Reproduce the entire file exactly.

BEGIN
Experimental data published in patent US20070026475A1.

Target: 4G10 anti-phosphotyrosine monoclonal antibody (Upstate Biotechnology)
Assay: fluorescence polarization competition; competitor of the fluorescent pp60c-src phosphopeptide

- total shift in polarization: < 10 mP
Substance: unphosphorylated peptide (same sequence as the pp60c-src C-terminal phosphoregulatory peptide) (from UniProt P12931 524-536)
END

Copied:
Experimental data published in patent US20070026475A1.

Target: 4G10 anti-phosphotyrosine monoclonal antibody (Upstate Biotechnology)
Assay: fluorescence polarization competition; competitor of the fluorescent pp60c-src phosphopeptide

- total shift in polarization: < 10 mP
Substance: unphosphorylated peptide (same sequence as the pp60c-src C-terminal phosphoregulatory peptide) (from UniProt P12931 524-536)